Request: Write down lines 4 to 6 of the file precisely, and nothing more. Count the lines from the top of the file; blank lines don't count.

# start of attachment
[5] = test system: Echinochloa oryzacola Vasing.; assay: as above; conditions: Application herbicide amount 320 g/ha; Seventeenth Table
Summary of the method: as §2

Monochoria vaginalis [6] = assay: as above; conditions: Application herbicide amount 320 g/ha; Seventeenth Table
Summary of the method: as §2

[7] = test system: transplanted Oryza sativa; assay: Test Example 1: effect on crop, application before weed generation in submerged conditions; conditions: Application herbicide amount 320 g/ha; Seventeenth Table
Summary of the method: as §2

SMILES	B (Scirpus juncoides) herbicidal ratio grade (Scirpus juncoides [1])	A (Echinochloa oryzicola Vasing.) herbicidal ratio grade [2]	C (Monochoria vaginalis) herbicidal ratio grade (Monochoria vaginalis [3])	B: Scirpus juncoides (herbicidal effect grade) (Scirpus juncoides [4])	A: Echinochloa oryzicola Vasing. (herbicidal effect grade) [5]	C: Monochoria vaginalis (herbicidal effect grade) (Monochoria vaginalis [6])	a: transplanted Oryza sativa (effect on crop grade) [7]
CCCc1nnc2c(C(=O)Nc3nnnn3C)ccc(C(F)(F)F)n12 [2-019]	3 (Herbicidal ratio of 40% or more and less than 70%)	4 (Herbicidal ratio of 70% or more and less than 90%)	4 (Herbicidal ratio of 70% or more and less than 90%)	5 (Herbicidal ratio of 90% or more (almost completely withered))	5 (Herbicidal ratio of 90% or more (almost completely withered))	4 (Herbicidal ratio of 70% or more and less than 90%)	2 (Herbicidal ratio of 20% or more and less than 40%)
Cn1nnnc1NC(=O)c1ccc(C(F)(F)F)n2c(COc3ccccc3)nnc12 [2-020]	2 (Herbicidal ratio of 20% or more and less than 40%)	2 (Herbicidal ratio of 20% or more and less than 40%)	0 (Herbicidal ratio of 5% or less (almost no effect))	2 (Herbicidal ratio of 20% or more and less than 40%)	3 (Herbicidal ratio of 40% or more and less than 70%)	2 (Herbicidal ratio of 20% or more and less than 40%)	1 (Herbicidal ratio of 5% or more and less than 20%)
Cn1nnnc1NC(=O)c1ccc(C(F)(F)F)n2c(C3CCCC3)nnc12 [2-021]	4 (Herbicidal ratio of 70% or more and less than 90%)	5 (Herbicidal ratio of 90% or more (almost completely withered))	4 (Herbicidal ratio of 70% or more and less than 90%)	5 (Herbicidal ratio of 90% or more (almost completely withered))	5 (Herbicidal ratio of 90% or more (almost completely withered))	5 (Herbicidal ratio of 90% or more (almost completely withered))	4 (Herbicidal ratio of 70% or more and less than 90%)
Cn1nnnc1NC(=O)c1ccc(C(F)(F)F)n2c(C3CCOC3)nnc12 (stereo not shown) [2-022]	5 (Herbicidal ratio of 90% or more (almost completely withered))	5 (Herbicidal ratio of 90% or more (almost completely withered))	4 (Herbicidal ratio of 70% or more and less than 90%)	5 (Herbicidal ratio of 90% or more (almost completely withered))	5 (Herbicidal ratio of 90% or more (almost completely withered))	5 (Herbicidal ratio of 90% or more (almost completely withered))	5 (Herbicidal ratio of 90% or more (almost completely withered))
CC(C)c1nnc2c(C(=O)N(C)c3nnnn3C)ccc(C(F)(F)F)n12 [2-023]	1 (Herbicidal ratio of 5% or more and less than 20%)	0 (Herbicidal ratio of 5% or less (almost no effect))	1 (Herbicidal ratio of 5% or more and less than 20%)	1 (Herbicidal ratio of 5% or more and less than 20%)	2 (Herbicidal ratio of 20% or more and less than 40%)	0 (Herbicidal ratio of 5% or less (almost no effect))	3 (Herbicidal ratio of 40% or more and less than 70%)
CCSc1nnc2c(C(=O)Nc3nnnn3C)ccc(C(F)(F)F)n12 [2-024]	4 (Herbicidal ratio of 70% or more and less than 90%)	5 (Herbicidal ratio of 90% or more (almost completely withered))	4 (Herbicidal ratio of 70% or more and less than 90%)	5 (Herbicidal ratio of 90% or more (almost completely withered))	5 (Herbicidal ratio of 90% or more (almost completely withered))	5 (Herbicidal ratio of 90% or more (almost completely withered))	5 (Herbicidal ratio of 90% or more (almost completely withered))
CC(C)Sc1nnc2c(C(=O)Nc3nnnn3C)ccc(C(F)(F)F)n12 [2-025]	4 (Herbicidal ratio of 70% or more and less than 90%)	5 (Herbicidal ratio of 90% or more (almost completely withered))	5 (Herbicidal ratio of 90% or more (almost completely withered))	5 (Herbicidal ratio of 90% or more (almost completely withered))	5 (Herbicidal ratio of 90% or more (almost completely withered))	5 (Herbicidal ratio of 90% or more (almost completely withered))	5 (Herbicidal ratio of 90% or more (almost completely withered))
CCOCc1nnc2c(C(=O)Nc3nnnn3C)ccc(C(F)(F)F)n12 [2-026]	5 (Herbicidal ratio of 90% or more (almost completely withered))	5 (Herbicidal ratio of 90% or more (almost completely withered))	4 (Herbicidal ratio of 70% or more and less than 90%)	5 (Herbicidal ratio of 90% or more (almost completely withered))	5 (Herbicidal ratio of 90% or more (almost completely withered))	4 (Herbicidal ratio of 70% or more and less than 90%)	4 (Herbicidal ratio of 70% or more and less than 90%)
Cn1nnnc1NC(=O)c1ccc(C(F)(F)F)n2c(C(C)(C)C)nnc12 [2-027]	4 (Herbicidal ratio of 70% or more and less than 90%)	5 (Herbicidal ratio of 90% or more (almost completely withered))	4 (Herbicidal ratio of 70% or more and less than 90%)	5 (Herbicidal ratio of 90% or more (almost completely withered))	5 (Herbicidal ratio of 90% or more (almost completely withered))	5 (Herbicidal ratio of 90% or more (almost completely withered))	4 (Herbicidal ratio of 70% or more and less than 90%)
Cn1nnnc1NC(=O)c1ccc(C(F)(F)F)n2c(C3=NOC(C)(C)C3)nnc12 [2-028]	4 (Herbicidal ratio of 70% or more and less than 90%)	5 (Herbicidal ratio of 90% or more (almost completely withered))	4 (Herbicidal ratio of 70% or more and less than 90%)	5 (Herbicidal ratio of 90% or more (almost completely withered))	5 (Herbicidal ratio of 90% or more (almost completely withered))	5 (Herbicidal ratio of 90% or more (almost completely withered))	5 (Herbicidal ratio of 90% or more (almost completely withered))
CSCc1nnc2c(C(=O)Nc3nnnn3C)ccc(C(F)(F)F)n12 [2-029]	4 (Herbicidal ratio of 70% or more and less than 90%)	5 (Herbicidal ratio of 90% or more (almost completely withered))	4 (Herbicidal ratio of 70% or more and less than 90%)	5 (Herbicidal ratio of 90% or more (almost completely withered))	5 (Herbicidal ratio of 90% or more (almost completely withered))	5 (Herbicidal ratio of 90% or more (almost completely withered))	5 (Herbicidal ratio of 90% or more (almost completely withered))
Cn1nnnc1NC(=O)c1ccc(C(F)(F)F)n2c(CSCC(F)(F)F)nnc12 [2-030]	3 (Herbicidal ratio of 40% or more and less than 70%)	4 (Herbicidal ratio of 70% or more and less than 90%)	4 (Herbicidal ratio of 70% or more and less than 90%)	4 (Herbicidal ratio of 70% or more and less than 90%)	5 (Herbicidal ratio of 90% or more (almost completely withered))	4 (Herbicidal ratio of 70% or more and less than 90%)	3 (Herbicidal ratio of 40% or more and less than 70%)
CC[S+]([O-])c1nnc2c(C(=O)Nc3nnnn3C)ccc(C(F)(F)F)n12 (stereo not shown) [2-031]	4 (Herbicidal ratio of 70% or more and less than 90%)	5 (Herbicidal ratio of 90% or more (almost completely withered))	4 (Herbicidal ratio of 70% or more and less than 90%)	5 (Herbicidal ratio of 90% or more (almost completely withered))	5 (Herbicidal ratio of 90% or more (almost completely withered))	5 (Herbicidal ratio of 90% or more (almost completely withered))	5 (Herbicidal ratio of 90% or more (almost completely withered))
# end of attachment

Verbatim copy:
Summary of the method: as §2

[7] = test system: transplanted Oryza sativa; assay: Test Example 1: effect on crop, application before weed generation in submerged conditions; conditions: Application herbicide amount 320 g/ha; Seventeenth Table
Summary of the method: as §2